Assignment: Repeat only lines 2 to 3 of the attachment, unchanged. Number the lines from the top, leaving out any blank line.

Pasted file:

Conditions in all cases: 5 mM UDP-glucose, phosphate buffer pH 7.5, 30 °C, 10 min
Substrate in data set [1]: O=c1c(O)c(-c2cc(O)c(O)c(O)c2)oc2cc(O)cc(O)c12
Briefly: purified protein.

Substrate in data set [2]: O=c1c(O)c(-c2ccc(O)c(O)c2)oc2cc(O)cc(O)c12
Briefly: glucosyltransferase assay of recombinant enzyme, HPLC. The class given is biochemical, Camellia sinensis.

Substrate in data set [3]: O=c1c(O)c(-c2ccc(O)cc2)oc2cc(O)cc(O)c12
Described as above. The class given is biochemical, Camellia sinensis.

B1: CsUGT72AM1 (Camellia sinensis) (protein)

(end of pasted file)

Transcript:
Substrate in data set [1]: O=c1c(O)c(-c2cc(O)c(O)c(O)c2)oc2cc(O)cc(O)c12
Briefly: purified protein.